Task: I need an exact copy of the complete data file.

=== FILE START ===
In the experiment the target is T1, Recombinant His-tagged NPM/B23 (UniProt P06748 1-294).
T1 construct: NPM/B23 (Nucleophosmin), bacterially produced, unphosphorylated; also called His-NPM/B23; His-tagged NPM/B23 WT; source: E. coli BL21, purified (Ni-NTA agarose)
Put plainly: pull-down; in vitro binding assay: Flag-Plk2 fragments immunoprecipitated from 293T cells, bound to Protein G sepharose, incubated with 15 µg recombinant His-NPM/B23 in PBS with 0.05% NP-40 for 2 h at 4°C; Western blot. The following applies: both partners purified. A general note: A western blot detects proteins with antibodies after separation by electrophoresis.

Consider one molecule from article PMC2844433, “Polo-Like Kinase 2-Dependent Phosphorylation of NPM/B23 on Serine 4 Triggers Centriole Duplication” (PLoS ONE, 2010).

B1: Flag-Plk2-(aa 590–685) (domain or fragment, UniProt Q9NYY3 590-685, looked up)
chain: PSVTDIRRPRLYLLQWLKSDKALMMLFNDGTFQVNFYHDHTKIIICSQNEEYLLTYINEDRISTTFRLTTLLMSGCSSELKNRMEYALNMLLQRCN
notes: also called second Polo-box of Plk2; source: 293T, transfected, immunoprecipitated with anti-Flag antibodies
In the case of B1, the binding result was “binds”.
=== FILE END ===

In the experiment the target is T1, Recombinant His-tagged NPM/B23 (UniProt P06748 1-294).
T1 construct: NPM/B23 (Nucleophosmin), bacterially produced, unphosphorylated; also called His-NPM/B23; His-tagged NPM/B23 WT; source: E. coli BL21, purified (Ni-NTA agarose)
Put plainly: pull-down; in vitro binding assay: Flag-Plk2 fragments immunoprecipitated from 293T cells, bound to Protein G sepharose, incubated with 15 µg recombinant His-NPM/B23 in PBS with 0.05% NP-40 for 2 h at 4°C; Western blot. The following applies: both partners purified. A general note: A western blot detects proteins with antibodies after separation by electrophoresis.

Consider one molecule from article PMC2844433, “Polo-Like Kinase 2-Dependent Phosphorylation of NPM/B23 on Serine 4 Triggers Centriole Duplication” (PLoS ONE, 2010).

B1: Flag-Plk2-(aa 590–685) (domain or fragment, UniProt Q9NYY3 590-685, looked up)
chain: PSVTDIRRPRLYLLQWLKSDKALMMLFNDGTFQVNFYHDHTKIIICSQNEEYLLTYINEDRISTTFRLTTLLMSGCSSELKNRMEYALNMLLQRCN
notes: also called second Polo-box of Plk2; source: 293T, transfected, immunoprecipitated with anti-Flag antibodies
In the case of B1, the binding result was “binds”.